A back brace or support can provide considerable benefits by relieving back pain (especially lower back pain), a condition suffered by large numbers of people. Back braces are sometimes also called back splints.
Lower back pain is a significant causal contributor to missed work days. According to Arthritis and Rheumatism, a journal of the American College of Rheumatology, approximately 40% of individuals experience this pain at some point in their lives. The same journal also reports that between 9% and 12% of individuals are experiencing lower back pain at any given time. Back pain can also inhibit the performance of many functions that are widely taken for granted, such as gardening, sports or occupational activities.
In addition to helping to relieve existing back pain, back braces can also proactively prevent back injuries among those who routinely perform functions like lifting heavy loads. Furthermore, a back support brace (or splint) can also correct posture and/or take pressure off the lumbar spine when standing or sitting.
What Type Of Back Brace Do I Need?
In general, there are 2 main categories of back brace or splint in the market today – those for the upper back and those for the lower back (or lumbar spine region).
Lower Back Braces
Lower back braces are also called lumbar belts or back belts. They are used widely in industries that require plenty of lifting of heavy loads, such as household moving and warehouse maintenance. You will also find them in widespread use by athletes in sports like weightlifting.These braces work by reducing muscle tension and mitigating pressure on the lumbar spine. Some of them also provide soothing warmth that aids blood circulation through the lower back area (thereby speeding recovery from injuries like back sprains) and also helps to relieve pain.
Back braces for the lower back also remind the individual to keep his or her spine as straight as possible when lifting (see image on the left). This in turn forces the weight of the load to be borne by the legs (particularly the hamstring muscles of the upper leg) and the core muscles. The larger leg and core muscles are much better equipped to handle these loads without risk of injury. As a result, lower back braces reduce the risk of injuries such as back sprains that can arise from incorrect lifting technique.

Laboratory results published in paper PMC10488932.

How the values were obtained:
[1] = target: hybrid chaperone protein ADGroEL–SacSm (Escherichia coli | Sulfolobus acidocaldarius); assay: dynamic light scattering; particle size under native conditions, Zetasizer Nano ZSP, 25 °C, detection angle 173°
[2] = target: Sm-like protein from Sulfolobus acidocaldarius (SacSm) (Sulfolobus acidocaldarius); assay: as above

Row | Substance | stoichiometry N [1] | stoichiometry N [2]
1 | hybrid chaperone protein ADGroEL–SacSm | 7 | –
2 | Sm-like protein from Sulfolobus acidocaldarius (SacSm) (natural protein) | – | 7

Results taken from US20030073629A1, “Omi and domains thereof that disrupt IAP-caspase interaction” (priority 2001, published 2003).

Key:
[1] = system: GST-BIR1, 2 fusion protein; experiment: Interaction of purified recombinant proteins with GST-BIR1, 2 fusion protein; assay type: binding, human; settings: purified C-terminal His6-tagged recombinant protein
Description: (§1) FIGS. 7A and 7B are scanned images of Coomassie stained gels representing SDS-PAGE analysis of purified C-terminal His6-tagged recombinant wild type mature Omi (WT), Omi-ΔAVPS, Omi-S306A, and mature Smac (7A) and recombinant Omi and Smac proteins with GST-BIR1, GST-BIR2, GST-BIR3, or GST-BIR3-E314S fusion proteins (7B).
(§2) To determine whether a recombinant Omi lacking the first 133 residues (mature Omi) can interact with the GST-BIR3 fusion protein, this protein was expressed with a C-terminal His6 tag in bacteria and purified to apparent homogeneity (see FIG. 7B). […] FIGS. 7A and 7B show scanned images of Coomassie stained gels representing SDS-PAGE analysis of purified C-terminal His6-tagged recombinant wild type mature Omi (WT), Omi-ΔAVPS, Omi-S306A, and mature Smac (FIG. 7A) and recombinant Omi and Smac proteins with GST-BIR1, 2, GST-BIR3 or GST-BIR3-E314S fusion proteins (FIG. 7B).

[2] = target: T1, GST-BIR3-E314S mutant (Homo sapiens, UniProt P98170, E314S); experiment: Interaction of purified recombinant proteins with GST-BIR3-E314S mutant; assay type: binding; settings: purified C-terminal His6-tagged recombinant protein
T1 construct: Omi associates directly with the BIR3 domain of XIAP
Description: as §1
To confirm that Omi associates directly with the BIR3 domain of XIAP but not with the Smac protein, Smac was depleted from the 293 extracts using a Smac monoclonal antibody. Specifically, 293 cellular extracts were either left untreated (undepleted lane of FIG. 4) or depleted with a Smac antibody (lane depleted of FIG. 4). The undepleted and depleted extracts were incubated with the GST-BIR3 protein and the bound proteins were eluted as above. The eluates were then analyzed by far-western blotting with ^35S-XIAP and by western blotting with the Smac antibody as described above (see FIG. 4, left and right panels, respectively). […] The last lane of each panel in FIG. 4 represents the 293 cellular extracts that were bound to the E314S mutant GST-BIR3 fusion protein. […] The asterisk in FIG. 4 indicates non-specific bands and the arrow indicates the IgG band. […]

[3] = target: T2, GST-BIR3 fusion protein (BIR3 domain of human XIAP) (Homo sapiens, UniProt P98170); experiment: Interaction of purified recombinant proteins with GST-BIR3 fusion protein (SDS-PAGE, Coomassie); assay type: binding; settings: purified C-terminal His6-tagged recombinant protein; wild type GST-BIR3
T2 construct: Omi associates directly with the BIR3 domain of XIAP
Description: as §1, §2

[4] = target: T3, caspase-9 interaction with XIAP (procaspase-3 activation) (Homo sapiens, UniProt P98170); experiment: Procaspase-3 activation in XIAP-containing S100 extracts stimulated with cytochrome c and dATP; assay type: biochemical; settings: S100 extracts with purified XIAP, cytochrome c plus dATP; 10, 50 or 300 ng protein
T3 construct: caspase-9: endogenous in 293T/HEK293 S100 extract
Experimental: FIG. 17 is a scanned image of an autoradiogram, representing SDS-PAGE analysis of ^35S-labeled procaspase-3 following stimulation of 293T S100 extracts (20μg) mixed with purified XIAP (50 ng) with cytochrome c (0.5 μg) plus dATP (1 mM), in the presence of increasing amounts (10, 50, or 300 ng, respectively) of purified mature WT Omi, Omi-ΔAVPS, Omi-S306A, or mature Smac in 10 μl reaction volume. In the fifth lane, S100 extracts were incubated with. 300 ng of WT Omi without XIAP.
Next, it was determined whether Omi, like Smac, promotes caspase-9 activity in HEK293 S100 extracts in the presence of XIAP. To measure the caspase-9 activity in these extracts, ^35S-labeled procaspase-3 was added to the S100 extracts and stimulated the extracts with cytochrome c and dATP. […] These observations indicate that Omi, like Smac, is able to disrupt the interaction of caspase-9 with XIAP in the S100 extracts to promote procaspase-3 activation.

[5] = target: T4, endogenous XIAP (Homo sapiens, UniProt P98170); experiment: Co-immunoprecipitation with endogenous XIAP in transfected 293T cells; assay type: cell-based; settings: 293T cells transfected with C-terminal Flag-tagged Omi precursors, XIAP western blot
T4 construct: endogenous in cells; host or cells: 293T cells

Lower back braces can be further categorized based on their rigidity or pliability. In general, the more rigid the back brace, the more support it provides (and therefore the greater the pain relief). At the same time, a more flexible or pliable lower back support brace may be a better choice for an individual with a minor back injury. It may also be more suited to someone who isn’t injured but is actually looking to prevent injury while performing risky activities (such as lifting heavy weights).
Braces worn on the upper back area aim to improve posture and reduce the impact of heavy weights on the lower spine. In this case, however, the heavy weight is that of the upper body and head. Other names for this type of back splint are “clavicle brace” and “posture brace“.
Many individuals fail to maintain proper posture while standing or sitting. Instead of maintaining a normal moderate inward curvature of the lower spine (known as lordosis) they actually tend to hunch their shoulders forward (see image on the left). This results in too much of the weight of the upper body being placed on the lower spine. After a while, this pressure results in lower back pain.
An upper back brace helps to correct this problem by gently reminding the patient to keep his or her shoulders upright and the upper back straight. This has the effect of introducing a small amount of curvature in the lower spine, which is what nature intended. The result is less pressure on the lower back and a reduced risk of developing lower back pain over time.
Other Factors To Consider When Choosing A Back Brace
In choosing the right back support brace for the patient, there are some other factors to take into account:
How bulky is the brace? Is it intended to be worn over or under clothing?
How breathable is the back brace? In general, the better back supports are made of breathable materials that preserve natural body temperature. This results in improved wearing comfort, especially over long periods.
The patient will be wearing the back support next to the skin, or during intense physical activity. If so, he or she should understand how to clean and maintain it to preserve its effectiveness.
As with most orthopedic supports, sizing is critical. Be careful to precisely follow the sizing chart/instructions for your back splint. This will help you to get the most benefit from its use.